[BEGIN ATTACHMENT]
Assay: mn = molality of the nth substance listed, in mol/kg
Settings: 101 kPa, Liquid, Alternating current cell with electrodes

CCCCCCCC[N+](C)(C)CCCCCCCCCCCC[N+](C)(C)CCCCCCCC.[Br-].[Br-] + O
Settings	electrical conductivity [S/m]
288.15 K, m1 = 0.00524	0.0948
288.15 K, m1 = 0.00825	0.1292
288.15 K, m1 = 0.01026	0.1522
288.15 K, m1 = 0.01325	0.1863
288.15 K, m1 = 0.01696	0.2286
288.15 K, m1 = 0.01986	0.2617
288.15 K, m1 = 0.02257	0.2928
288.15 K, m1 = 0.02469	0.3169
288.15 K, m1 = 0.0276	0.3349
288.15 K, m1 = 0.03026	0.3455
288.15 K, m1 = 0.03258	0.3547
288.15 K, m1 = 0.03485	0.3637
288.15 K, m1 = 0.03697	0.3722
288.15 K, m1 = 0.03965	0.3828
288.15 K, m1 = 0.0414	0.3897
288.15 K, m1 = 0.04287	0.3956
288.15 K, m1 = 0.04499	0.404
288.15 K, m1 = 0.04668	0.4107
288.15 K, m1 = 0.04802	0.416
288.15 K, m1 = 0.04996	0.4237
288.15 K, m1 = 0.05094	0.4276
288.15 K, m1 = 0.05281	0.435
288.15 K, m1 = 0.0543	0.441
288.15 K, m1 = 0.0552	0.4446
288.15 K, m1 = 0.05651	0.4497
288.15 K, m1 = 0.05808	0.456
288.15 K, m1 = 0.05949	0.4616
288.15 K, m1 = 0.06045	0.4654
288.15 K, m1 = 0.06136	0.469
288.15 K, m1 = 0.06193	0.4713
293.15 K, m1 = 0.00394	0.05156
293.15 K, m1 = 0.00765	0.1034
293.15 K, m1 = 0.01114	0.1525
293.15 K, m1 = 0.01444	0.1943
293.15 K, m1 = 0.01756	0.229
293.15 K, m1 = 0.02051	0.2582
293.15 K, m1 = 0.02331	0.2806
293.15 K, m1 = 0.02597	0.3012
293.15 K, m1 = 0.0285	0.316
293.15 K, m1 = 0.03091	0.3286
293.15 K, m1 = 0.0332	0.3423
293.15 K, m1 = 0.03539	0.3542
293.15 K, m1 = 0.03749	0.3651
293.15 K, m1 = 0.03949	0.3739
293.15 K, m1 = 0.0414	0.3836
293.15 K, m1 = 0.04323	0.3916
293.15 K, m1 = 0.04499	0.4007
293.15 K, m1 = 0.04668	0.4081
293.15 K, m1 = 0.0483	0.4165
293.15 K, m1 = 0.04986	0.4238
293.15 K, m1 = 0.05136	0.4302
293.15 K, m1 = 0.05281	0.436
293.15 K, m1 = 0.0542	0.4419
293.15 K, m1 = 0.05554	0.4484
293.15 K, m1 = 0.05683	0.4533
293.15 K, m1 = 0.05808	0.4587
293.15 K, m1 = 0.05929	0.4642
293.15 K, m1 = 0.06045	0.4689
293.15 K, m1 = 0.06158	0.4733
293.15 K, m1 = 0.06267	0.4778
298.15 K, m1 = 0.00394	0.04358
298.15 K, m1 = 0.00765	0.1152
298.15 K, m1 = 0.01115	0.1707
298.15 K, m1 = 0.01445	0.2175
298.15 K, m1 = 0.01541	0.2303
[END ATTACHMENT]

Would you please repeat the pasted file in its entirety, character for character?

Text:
Assay: mn = molality of the nth substance listed, in mol/kg
Settings: 101 kPa, Liquid, Alternating current cell with electrodes

CCCCCCCC[N+](C)(C)CCCCCCCCCCCC[N+](C)(C)CCCCCCCC.[Br-].[Br-] + O
Settings	electrical conductivity [S/m]
288.15 K, m1 = 0.00524	0.0948
288.15 K, m1 = 0.00825	0.1292
288.15 K, m1 = 0.01026	0.1522
288.15 K, m1 = 0.01325	0.1863
288.15 K, m1 = 0.01696	0.2286
288.15 K, m1 = 0.01986	0.2617
288.15 K, m1 = 0.02257	0.2928
288.15 K, m1 = 0.02469	0.3169
288.15 K, m1 = 0.0276	0.3349
288.15 K, m1 = 0.03026	0.3455
288.15 K, m1 = 0.03258	0.3547
288.15 K, m1 = 0.03485	0.3637
288.15 K, m1 = 0.03697	0.3722
288.15 K, m1 = 0.03965	0.3828
288.15 K, m1 = 0.0414	0.3897
288.15 K, m1 = 0.04287	0.3956
288.15 K, m1 = 0.04499	0.404
288.15 K, m1 = 0.04668	0.4107
288.15 K, m1 = 0.04802	0.416
288.15 K, m1 = 0.04996	0.4237
288.15 K, m1 = 0.05094	0.4276
288.15 K, m1 = 0.05281	0.435
288.15 K, m1 = 0.0543	0.441
288.15 K, m1 = 0.0552	0.4446
288.15 K, m1 = 0.05651	0.4497
288.15 K, m1 = 0.05808	0.456
288.15 K, m1 = 0.05949	0.4616
288.15 K, m1 = 0.06045	0.4654
288.15 K, m1 = 0.06136	0.469
288.15 K, m1 = 0.06193	0.4713
293.15 K, m1 = 0.00394	0.05156
293.15 K, m1 = 0.00765	0.1034
293.15 K, m1 = 0.01114	0.1525
293.15 K, m1 = 0.01444	0.1943
293.15 K, m1 = 0.01756	0.229
293.15 K, m1 = 0.02051	0.2582
293.15 K, m1 = 0.02331	0.2806
293.15 K, m1 = 0.02597	0.3012
293.15 K, m1 = 0.0285	0.316
293.15 K, m1 = 0.03091	0.3286
293.15 K, m1 = 0.0332	0.3423
293.15 K, m1 = 0.03539	0.3542
293.15 K, m1 = 0.03749	0.3651
293.15 K, m1 = 0.03949	0.3739
293.15 K, m1 = 0.0414	0.3836
293.15 K, m1 = 0.04323	0.3916
293.15 K, m1 = 0.04499	0.4007
293.15 K, m1 = 0.04668	0.4081
293.15 K, m1 = 0.0483	0.4165
293.15 K, m1 = 0.04986	0.4238
293.15 K, m1 = 0.05136	0.4302
293.15 K, m1 = 0.05281	0.436
293.15 K, m1 = 0.0542	0.4419
293.15 K, m1 = 0.05554	0.4484
293.15 K, m1 = 0.05683	0.4533
293.15 K, m1 = 0.05808	0.4587
293.15 K, m1 = 0.05929	0.4642
293.15 K, m1 = 0.06045	0.4689
293.15 K, m1 = 0.06158	0.4733
293.15 K, m1 = 0.06267	0.4778
298.15 K, m1 = 0.00394	0.04358
298.15 K, m1 = 0.00765	0.1152
298.15 K, m1 = 0.01115	0.1707
298.15 K, m1 = 0.01445	0.2175
298.15 K, m1 = 0.01541	0.2303